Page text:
Social Media and Communities

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    How Does Social Media Interactivity Affect Brand Loyalty?
    ( 2018-01-03) Huang, Travis K. ; Liao, Chun-Yung ; Wang, Yi-Ting ; Lin, Kuan-Yu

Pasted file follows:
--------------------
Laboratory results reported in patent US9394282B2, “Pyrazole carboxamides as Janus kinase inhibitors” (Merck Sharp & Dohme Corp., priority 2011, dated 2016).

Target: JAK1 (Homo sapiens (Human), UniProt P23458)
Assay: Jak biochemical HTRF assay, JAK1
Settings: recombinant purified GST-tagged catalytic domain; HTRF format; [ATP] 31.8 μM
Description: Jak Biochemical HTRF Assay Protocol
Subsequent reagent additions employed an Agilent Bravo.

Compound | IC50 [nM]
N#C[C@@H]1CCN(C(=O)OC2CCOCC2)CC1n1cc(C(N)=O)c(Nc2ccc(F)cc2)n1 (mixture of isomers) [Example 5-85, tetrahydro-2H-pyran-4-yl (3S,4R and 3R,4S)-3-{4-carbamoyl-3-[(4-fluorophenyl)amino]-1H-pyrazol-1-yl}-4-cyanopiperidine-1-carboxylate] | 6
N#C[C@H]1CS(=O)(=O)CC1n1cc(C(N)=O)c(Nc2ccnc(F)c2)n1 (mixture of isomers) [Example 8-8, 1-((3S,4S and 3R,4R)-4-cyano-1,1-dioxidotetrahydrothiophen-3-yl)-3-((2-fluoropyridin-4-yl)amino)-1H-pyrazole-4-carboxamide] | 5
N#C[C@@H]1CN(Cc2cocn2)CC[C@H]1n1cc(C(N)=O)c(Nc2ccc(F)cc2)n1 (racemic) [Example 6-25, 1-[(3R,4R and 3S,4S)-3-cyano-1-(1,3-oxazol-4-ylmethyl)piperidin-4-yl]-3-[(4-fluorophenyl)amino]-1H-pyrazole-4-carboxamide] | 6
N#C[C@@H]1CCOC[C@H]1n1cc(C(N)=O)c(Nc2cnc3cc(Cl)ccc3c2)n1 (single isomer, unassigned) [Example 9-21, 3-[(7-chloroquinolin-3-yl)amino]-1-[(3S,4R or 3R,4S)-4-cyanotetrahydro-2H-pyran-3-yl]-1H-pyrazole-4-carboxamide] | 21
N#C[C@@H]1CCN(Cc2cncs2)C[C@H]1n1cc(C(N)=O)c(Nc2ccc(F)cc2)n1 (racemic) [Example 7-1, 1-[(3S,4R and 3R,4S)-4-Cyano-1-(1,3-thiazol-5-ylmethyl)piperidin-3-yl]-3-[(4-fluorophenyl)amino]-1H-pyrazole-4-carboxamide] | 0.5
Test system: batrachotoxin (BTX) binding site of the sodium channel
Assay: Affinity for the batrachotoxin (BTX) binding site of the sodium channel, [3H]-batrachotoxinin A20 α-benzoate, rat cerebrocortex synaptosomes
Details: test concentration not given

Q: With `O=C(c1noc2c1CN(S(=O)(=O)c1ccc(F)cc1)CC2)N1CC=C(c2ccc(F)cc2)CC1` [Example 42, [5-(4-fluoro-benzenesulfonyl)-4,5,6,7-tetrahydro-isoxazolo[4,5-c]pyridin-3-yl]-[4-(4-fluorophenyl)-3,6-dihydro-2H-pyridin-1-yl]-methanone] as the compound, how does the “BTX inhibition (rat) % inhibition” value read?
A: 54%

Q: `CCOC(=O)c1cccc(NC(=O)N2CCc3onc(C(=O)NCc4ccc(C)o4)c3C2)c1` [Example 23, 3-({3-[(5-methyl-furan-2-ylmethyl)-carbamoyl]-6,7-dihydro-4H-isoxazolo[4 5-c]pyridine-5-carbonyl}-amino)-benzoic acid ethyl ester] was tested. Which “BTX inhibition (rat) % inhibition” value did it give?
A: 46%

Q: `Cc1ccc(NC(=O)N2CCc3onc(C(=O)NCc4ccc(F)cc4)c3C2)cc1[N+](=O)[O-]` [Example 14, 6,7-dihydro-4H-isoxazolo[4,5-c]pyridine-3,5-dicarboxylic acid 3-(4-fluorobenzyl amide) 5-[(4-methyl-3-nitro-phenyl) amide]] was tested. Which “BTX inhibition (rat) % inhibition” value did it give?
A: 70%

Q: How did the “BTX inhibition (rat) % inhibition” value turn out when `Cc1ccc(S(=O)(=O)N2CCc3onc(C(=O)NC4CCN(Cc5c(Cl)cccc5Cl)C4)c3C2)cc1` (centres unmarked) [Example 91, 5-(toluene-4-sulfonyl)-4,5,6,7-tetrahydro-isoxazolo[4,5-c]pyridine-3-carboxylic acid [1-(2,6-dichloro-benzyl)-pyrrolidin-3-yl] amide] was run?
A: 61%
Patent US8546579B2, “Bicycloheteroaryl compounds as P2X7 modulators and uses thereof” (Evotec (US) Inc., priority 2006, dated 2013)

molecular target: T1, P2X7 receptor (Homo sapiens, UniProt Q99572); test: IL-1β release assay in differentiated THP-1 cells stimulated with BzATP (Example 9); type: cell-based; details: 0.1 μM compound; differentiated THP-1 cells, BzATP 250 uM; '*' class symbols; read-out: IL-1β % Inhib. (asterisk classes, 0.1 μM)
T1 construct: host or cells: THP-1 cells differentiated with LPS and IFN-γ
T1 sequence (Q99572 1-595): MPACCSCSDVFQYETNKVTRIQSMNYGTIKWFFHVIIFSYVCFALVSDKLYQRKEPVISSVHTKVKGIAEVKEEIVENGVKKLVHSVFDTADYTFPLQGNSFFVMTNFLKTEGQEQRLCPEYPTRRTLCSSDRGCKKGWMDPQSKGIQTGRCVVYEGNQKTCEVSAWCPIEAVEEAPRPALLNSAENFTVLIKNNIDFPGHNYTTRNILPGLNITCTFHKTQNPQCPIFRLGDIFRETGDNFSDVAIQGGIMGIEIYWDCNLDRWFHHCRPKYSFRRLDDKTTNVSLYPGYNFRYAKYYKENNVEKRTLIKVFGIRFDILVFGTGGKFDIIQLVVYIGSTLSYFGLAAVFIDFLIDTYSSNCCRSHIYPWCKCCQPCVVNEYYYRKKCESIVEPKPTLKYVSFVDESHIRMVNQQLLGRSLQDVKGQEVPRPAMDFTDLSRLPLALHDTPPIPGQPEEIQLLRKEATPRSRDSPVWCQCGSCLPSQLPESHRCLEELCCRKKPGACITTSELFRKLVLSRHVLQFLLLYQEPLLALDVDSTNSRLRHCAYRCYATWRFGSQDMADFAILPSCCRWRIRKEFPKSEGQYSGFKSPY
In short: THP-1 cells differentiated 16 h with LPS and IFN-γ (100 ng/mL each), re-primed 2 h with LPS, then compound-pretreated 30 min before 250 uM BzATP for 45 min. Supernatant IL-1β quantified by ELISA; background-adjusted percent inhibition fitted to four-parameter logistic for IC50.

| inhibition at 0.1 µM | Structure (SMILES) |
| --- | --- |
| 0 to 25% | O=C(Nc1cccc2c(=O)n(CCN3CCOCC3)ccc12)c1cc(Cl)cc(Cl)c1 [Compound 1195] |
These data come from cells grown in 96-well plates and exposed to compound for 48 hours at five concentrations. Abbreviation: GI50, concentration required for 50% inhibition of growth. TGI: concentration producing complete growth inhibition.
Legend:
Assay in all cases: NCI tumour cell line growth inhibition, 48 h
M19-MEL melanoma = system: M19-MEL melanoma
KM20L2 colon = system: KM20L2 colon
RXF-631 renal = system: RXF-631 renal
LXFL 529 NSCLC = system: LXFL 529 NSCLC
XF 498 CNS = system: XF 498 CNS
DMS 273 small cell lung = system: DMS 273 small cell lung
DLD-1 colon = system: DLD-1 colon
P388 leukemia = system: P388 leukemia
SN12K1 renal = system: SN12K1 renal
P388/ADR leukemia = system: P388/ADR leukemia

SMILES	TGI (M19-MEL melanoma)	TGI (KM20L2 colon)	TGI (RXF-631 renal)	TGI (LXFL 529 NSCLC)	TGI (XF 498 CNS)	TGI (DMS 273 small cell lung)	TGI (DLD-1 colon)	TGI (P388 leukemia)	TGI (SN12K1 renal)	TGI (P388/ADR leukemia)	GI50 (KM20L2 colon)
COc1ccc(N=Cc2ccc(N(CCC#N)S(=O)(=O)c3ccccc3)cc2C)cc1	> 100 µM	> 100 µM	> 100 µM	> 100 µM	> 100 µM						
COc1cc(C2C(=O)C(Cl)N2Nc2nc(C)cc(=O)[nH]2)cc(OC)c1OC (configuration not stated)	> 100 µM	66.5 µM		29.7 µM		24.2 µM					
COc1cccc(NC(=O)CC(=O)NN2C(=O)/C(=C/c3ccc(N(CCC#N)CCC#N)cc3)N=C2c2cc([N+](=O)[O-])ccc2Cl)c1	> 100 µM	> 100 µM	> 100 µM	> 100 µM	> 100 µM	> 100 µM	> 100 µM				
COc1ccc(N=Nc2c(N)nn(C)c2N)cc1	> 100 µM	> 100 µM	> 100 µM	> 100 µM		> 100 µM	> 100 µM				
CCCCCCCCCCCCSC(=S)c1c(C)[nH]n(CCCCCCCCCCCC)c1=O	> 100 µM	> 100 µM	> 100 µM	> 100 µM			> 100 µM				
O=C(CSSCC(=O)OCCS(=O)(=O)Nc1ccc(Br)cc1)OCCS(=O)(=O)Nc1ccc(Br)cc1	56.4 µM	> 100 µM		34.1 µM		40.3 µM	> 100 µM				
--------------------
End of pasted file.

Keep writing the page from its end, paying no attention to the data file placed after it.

As social media has become a prominent platform for networking, many organizations have begun to establish more than one brand community, as a set of supplements to their branded websites. Once most online brand interactions take place on social networking sites rather than branded sites, such customer-oriented interactions will become much more complicated and unpredictable. It is a real challenge for organizations to build successful customer-brand relationships through social networking sites. Hence, organizations that wish to enhance brand loyalty by running brand communities face the challenge of effectively conducting social customer relationship management (CRM) tactics. As social media users are susceptible to highly interactive features, understanding the nature of social media interactivity in brand communities is the key to building successful social CRM. The aim of the study is to investigate not only the effect of social media interactivity on community benefits, but also the effect of community benefits on brand loyalty. In addition to measuring the direct effects of social influence and media richness on brand loyalty, the study assessed the indirect effect of responsiveness on brand loyalty by means of community benefits, including knowledge gains and sense of membership. The results, based on data collected from 229 social media users who are followers of a Super Basketball League (SBL) team’s Facebook page, indicated that media richness had a strong, positive, and direct effect on brand loyalty, and that responsiveness had direct effects on their knowledge gains and their sense of membership, which in turn affected brand loyalty indirectly.